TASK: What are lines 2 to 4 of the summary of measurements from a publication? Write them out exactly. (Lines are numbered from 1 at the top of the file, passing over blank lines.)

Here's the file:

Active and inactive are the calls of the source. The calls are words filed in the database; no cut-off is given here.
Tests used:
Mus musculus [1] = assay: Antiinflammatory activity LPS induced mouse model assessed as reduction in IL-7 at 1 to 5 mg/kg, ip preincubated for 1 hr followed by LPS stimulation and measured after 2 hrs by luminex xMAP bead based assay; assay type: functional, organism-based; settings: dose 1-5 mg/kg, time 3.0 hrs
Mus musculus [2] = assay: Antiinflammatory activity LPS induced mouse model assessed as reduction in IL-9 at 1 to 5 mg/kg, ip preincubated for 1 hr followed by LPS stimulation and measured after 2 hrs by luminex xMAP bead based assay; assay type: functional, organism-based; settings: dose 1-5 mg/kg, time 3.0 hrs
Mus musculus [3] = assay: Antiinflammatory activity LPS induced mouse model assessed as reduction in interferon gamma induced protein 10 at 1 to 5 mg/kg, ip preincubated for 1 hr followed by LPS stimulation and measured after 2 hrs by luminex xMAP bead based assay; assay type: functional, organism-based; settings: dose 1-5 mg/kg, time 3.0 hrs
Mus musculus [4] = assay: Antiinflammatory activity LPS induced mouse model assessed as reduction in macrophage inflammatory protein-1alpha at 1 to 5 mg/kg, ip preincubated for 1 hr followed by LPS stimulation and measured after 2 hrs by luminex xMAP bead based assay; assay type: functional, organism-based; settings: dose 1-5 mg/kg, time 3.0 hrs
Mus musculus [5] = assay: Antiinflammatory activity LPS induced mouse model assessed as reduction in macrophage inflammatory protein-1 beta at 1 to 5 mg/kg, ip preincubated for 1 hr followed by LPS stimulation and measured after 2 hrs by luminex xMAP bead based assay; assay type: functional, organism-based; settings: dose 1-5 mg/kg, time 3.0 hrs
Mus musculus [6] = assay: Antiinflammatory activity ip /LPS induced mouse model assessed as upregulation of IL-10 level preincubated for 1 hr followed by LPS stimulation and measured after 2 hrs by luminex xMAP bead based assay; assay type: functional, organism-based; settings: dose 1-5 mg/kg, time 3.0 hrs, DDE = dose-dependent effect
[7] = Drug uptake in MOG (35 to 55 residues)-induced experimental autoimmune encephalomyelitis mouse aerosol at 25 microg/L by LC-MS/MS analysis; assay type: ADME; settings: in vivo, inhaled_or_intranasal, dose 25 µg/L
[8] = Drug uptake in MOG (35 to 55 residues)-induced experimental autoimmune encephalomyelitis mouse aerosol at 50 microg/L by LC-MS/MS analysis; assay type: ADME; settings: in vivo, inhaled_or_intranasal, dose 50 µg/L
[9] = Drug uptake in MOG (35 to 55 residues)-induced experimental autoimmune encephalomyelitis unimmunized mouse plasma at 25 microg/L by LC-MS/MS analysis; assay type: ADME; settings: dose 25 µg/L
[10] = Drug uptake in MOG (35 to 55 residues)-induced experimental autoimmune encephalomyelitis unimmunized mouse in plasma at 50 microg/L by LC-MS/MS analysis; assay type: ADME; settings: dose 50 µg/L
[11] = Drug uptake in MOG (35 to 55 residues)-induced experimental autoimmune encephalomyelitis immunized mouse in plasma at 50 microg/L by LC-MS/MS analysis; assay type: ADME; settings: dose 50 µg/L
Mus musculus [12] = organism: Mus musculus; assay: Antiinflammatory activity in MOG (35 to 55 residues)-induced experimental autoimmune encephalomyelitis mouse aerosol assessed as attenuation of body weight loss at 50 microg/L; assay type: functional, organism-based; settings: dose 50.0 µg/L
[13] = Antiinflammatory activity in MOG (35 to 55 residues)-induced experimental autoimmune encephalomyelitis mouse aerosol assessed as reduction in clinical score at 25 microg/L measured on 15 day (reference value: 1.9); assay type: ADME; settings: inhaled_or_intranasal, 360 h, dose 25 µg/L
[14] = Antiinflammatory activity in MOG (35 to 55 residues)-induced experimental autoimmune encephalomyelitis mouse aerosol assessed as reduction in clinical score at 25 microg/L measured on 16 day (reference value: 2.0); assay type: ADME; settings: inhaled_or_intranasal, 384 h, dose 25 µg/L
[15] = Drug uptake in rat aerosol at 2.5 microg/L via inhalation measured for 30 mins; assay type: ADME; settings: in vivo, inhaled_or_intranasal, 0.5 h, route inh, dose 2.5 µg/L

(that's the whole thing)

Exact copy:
Tests used:
Mus musculus [1] = assay: Antiinflammatory activity LPS induced mouse model assessed as reduction in IL-7 at 1 to 5 mg/kg, ip preincubated for 1 hr followed by LPS stimulation and measured after 2 hrs by luminex xMAP bead based assay; assay type: functional, organism-based; settings: dose 1-5 mg/kg, time 3.0 hrs
Mus musculus [2] = assay: Antiinflammatory activity LPS induced mouse model assessed as reduction in IL-9 at 1 to 5 mg/kg, ip preincubated for 1 hr followed by LPS stimulation and measured after 2 hrs by luminex xMAP bead based assay; assay type: functional, organism-based; settings: dose 1-5 mg/kg, time 3.0 hrs